FHA refinance plan comes up short

by Peter G. Miller
February 28th, 2011

It sounded like a nice idea when HUD announced a new FHA mortgage effort last summer: the short refinance program would help troubled homeowners get better rates and terms, including folks with credit scores of not more than 500.

A fine idea. A decent thought. A program which in a nation of 300 million people has so far produced just 40 loans since October 1st.

The catch is that looking at some local markets you have to wonder why there isn’t more demand for this program — from lenders.


The major idea is to help borrowers with good credit but no equity, the person who has a $200,000 home but owes $225,000 to a first lender.

In general terms what would happen with a Short Refinance is this:

The homeowner must owe more than the property is worth but must also be making full and timely mortgage payments. No investors are allowed, the property must be owner-occupied and not financed by the FHA.

So how do we help the homeowner?

The lender volunteers to participate in the program and agrees to write off 10 percent of the mortgage debt. The new loan-to-value ratio for the first mortgage cannot be more than 97.75 percent of the property’s value.

Okay, so our borrower owes $225,000 for a property that’s worth $200,000. If we refinance for an amount equal to 97.75 percent of $200,000 the new loan will have a principal balance of $195,500. The lender will lose $29,500. That’s more than 10 percent of the original loan amount.

What’s surprising about the FHA refinance plan is that just 40 lenders have agreed to it. The question is: Why not more?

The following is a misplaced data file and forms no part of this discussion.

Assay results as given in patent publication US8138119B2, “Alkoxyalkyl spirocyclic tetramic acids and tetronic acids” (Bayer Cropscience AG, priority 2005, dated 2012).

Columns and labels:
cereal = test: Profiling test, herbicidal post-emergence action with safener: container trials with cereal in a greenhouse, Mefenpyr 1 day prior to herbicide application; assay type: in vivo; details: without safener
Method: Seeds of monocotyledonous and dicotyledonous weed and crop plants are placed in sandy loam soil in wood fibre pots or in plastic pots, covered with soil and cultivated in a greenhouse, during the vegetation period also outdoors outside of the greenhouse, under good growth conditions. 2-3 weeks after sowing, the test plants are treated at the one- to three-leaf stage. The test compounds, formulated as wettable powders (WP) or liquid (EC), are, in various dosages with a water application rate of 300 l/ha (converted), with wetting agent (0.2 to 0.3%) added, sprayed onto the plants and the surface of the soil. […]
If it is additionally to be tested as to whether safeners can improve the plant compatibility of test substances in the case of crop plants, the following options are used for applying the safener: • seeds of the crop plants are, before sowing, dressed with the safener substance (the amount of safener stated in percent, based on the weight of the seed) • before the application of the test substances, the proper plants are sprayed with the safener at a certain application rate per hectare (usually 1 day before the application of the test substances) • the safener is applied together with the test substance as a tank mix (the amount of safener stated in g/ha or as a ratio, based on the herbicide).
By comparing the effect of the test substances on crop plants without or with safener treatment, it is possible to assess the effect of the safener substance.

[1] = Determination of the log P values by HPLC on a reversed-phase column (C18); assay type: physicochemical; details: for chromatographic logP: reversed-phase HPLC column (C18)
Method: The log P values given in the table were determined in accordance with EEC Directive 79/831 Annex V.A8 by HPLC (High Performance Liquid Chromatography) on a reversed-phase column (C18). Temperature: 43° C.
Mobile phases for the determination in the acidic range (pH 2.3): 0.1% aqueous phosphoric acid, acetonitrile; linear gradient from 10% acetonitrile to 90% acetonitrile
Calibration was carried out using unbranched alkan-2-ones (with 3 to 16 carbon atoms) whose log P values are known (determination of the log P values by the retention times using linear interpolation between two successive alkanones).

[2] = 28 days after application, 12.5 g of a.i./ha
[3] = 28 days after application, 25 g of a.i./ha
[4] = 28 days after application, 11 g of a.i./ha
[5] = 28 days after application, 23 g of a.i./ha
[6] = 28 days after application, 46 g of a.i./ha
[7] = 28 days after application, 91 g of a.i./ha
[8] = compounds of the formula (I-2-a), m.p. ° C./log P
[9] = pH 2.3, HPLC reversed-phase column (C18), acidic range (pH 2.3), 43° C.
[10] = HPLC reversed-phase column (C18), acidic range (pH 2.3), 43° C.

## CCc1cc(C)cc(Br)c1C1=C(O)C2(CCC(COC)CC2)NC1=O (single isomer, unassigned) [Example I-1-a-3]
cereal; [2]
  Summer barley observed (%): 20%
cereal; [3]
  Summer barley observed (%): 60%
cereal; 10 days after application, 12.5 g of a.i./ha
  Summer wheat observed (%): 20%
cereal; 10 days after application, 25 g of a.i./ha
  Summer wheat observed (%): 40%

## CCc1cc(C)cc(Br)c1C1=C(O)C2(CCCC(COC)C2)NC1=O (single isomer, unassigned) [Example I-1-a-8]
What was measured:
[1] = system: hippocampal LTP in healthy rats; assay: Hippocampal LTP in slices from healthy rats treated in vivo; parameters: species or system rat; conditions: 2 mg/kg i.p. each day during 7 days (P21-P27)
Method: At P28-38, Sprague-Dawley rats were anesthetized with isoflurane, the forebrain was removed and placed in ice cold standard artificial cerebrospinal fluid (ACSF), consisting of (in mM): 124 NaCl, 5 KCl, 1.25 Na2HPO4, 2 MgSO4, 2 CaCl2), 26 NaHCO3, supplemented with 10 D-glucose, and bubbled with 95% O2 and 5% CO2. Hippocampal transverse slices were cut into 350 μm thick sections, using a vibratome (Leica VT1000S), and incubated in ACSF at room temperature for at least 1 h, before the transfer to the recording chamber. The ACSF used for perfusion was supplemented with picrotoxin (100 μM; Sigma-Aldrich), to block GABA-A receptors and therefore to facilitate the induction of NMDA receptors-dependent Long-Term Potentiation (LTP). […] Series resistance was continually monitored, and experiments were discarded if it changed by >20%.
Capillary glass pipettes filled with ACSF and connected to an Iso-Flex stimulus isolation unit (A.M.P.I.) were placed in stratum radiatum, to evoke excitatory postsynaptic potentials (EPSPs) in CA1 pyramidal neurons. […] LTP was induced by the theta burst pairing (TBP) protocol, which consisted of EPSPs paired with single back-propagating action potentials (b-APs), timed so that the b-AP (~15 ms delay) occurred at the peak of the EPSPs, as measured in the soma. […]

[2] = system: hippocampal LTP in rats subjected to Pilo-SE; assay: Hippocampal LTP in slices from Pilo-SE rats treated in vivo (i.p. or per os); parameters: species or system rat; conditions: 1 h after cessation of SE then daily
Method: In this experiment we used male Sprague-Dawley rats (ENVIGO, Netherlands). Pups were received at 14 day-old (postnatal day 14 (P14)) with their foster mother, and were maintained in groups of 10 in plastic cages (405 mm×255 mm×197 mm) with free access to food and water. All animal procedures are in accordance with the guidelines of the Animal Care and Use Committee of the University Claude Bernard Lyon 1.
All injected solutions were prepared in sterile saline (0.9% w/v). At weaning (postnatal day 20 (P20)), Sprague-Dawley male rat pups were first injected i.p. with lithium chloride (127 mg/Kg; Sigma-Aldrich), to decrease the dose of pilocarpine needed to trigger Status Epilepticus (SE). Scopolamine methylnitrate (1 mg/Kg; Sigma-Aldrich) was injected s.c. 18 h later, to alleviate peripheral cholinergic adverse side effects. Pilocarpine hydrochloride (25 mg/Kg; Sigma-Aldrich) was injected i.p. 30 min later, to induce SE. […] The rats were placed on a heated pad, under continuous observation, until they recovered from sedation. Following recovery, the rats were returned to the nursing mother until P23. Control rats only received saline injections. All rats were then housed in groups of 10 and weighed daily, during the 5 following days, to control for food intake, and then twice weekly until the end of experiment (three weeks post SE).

Local Markets

When the Short Refinance program was first introduced, FHA Commission David H. Stevens said “We’re throwing a life line out to those families who are current on their mortgage and are experiencing financial hardships because property values in their community have declined. This is another tool to help overcome the negative equity problem facing many responsible homeowners who are looking to refinance into a safer, more secure mortgage product.”

Actually, something else is going on here. Yes, families will be helped but it’s amazing more lenders have not picked up on the FHA plan.

Not all lenders, but lenders in the nation’s foreclosure centers. The erosion of home values in those areas is so great that refinancing a mortgage with a 10-percent loss is a gift to lenders who otherwise would be in a much deeper hole.

According to RealtyTrac, 10 states posted foreclosure discounts of more than 35 percent in 2010.

“Ohio foreclosures sold for an average discount of nearly 43 percent in 2010, down from an average discount of nearly 47 percent in 2009, but still the highest of any state. Kentucky foreclosures sold for an average discount of more than 40 percent in 2010, the second highest of any state and up from nearly 38 percent in 2009.

“Eight other states posted average foreclosure sale discounts of 35 percent or more in 2010: Tennessee, California, Pennsylvania, Illinois, New Jersey, Michigan, Georgia and Wisconsin.”

It’s remarkable that more lenders in troubled areas do not take advantage of the FHA program, and it’s also remarkable — and hardly shrewd –that the FHA is willing to touch the riskiest loans in the worst-hit real estate markets.

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This entry was posted on Monday, February 28th, 2011 at 12:40 am and is filed under . You can follow any responses to this entry through the RSS 2.0 feed. You can skip to the end and leave a response. Pinging is currently not allowed.

One Response to “FHA refinance plan comes up short”

  1. s2kreno Says:

    I think the problem is the requirement that borrowers be current on their loans to qualify. So those borrowers would not be considered imminent defaulters; the lenders don’t feel that they are at risk for losing money on those loans. They have performing loans at higher than market interest rates, and so why would they take a loss to get rid of the sort of borrowers they want to keep? It’s actually amazing to me that ANY lenders signed up for this deal; it’s not in the best interest of their investors or shareholders.

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